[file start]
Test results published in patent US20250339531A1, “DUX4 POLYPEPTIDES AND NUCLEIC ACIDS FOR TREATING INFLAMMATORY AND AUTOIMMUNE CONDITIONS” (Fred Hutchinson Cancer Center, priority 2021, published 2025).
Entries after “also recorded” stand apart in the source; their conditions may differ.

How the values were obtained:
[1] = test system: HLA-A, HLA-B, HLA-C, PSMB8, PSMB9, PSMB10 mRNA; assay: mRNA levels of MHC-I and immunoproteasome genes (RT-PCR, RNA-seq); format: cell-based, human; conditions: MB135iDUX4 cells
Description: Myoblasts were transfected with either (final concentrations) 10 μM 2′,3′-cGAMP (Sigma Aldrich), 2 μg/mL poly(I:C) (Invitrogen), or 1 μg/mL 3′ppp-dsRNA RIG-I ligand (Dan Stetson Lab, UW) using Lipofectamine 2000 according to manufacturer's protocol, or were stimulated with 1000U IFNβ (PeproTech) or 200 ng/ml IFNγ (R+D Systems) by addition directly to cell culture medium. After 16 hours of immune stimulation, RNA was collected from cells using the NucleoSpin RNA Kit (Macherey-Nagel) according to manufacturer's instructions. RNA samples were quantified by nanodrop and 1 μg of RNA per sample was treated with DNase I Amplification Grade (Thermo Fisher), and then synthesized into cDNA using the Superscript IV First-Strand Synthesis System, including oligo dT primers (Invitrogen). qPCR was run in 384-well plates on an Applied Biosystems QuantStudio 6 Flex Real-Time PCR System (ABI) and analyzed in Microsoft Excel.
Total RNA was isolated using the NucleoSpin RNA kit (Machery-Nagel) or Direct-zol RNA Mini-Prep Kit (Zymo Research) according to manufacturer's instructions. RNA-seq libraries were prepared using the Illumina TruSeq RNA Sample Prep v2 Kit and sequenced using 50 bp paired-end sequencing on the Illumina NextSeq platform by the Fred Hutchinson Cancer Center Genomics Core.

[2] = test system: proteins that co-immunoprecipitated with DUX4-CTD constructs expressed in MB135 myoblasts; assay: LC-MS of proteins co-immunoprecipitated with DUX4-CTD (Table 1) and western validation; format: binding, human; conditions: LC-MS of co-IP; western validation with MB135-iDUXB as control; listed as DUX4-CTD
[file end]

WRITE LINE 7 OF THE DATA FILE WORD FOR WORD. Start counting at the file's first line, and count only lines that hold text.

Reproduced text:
[2] = test system: proteins that co-immunoprecipitated with DUX4-CTD constructs expressed in MB135 myoblasts; assay: LC-MS of proteins co-immunoprecipitated with DUX4-CTD (Table 1) and western validation; format: binding, human; conditions: LC-MS of co-IP; western validation with MB135-iDUXB as control; listed as DUX4-CTD